document, but where he so denies, other means are required to prove the
document. This denial may be at any reason.

This Article applies to all attesting witnesses, whether the documents require
attestation or not. Thus, this Article becomes applicable if the attesting
witness when called and examined deposes that the person alleged to have
signed the document had only signed a blank paper. To sum up, this Article
provides that if attesting witness to a document denies or does not recollect
the execution of the document, its execution may be proved by other
evidence.

Where an attesting witness has denied all knowledge of the matter the case
stands as if there was no attesting witness and the execution of the
document may be proved by other independent evidence.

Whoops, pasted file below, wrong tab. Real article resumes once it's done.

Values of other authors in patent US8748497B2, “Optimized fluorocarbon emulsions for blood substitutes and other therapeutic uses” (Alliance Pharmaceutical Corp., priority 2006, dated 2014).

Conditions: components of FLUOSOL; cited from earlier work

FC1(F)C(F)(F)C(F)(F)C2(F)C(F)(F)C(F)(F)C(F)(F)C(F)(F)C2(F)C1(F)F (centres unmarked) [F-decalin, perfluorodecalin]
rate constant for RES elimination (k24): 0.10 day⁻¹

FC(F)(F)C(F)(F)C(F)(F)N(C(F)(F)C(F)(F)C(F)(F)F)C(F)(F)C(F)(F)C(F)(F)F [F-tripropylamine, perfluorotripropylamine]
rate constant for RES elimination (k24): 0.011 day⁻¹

The attestation of a document does not amount of an admission of its


contents by the attesting person unless it can be proved that the document
was read ever to him and that he made attestation conscious of the
statement made in the document.

Proof of document not required by law to be attested Article


83: Under Registration Act, there are two types of documents, i.e.,
registration of those is necessary and those registration of, which is optional.
If document is got registered registration of, which is optional, does not
require to be proved as if it was unattested.

This provision is applicable only if all the parties are before the court, and
in ex parte proceedings, the attesting person should yet be called. The
executant of a receipt need not be examined where the payer has sworn to
the payment.

Where the law does not require attestation for the validity of a document, it
may be proved by admission or otherwise, as though no attesting witness
existed.
Comparison of signatures, writing, or seal with other admitted or
proved Article 84: There are certain modes of proving documents as
follows:

1. Opinion of expert Article 59: Where court becomes unable to